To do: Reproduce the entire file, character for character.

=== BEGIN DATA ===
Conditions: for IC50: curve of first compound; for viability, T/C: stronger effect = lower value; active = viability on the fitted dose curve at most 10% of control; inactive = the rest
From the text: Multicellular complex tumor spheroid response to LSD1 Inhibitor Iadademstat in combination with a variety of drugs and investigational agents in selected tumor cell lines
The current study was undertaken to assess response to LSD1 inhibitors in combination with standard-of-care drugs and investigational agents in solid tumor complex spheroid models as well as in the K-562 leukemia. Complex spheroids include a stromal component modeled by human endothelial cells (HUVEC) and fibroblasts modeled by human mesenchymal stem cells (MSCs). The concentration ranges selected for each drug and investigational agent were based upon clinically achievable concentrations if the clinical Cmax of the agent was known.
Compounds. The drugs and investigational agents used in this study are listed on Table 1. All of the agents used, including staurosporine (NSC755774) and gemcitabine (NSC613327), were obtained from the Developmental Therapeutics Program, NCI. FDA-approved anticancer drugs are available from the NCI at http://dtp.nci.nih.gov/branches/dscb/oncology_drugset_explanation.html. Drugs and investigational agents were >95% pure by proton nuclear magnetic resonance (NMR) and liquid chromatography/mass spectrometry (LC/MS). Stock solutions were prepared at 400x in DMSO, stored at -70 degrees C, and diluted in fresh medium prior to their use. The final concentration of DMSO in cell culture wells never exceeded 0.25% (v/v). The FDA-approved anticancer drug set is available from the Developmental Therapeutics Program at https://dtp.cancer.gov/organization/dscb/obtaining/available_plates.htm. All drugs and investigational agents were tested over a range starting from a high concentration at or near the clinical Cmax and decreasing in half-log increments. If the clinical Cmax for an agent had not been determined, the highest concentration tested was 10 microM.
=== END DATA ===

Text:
Conditions: for IC50: curve of first compound; for viability, T/C: stronger effect = lower value; active = viability on the fitted dose curve at most 10% of control; inactive = the rest
From the text: Multicellular complex tumor spheroid response to LSD1 Inhibitor Iadademstat in combination with a variety of drugs and investigational agents in selected tumor cell lines
The current study was undertaken to assess response to LSD1 inhibitors in combination with standard-of-care drugs and investigational agents in solid tumor complex spheroid models as well as in the K-562 leukemia. Complex spheroids include a stromal component modeled by human endothelial cells (HUVEC) and fibroblasts modeled by human mesenchymal stem cells (MSCs). The concentration ranges selected for each drug and investigational agent were based upon clinically achievable concentrations if the clinical Cmax of the agent was known.
Compounds. The drugs and investigational agents used in this study are listed on Table 1. All of the agents used, including staurosporine (NSC755774) and gemcitabine (NSC613327), were obtained from the Developmental Therapeutics Program, NCI. FDA-approved anticancer drugs are available from the NCI at http://dtp.nci.nih.gov/branches/dscb/oncology_drugset_explanation.html. Drugs and investigational agents were >95% pure by proton nuclear magnetic resonance (NMR) and liquid chromatography/mass spectrometry (LC/MS). Stock solutions were prepared at 400x in DMSO, stored at -70 degrees C, and diluted in fresh medium prior to their use. The final concentration of DMSO in cell culture wells never exceeded 0.25% (v/v). The FDA-approved anticancer drug set is available from the Developmental Therapeutics Program at https://dtp.cancer.gov/organization/dscb/obtaining/available_plates.htm. All drugs and investigational agents were tested over a range starting from a high concentration at or near the clinical Cmax and decreasing in half-log increments. If the clinical Cmax for an agent had not been determined, the highest concentration tested was 10 microM.